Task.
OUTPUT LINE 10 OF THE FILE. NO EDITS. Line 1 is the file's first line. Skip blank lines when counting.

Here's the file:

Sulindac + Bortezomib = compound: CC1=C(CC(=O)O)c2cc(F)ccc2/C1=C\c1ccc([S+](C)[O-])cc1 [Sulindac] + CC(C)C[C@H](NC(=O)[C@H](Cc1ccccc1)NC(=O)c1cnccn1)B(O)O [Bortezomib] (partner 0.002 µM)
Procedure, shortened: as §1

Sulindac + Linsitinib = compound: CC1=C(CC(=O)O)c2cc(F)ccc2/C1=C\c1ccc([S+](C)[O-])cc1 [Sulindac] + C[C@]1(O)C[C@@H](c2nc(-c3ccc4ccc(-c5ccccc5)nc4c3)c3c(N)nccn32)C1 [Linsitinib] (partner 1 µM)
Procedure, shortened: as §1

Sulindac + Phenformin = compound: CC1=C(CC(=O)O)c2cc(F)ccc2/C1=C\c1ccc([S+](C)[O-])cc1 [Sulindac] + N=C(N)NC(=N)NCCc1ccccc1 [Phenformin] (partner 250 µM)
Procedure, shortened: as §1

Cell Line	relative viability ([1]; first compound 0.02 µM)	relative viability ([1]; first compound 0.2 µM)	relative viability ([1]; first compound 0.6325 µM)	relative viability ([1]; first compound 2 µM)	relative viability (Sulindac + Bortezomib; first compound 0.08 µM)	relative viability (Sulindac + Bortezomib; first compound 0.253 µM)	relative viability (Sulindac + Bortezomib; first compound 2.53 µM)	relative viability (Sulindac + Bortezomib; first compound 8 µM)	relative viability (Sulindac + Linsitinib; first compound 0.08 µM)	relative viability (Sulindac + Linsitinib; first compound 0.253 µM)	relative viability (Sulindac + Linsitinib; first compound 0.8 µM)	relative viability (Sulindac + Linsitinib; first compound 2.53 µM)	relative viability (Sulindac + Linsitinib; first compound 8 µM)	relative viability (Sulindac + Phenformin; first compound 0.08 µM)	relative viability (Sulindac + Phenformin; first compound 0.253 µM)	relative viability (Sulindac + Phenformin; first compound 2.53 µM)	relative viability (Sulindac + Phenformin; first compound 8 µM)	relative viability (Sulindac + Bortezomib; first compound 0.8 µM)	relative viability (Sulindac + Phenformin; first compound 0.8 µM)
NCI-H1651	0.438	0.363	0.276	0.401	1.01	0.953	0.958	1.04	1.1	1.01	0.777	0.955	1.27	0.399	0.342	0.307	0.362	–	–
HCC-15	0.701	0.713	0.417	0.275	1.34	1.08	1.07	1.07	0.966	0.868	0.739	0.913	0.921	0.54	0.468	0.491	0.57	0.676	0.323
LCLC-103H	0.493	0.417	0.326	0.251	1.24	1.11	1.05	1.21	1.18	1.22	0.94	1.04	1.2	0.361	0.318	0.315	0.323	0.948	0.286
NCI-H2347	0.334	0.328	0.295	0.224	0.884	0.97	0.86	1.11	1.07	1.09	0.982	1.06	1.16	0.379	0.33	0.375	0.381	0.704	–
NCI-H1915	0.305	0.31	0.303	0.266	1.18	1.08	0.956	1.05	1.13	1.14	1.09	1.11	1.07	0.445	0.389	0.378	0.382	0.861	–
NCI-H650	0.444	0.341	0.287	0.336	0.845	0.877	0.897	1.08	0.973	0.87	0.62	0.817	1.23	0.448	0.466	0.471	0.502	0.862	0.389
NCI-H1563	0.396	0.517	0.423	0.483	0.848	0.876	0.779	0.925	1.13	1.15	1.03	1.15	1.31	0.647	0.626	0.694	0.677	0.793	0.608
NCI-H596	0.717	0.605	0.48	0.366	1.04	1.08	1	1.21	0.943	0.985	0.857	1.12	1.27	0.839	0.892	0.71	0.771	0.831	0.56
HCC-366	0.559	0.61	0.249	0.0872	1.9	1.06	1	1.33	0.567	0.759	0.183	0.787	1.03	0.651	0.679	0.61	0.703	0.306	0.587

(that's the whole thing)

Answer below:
LCLC-103H	0.493	0.417	0.326	0.251	1.24	1.11	1.05	1.21	1.18	1.22	0.94	1.04	1.2	0.361	0.318	0.315	0.323	0.948	0.286